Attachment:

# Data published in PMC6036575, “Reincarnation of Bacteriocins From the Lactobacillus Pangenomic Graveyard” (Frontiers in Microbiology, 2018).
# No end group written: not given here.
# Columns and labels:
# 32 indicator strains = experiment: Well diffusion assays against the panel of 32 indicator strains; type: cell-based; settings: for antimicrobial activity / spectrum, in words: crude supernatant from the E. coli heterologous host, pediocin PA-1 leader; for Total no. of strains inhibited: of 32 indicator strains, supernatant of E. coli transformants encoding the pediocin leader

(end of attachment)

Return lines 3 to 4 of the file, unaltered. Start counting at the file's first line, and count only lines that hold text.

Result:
# Columns and labels:
# 32 indicator strains = experiment: Well diffusion assays against the panel of 32 indicator strains; type: cell-based; settings: for antimicrobial activity / spectrum, in words: crude supernatant from the E. coli heterologous host, pediocin PA-1 leader; for Total no. of strains inhibited: of 32 indicator strains, supernatant of E. coli transformants encoding the pediocin leader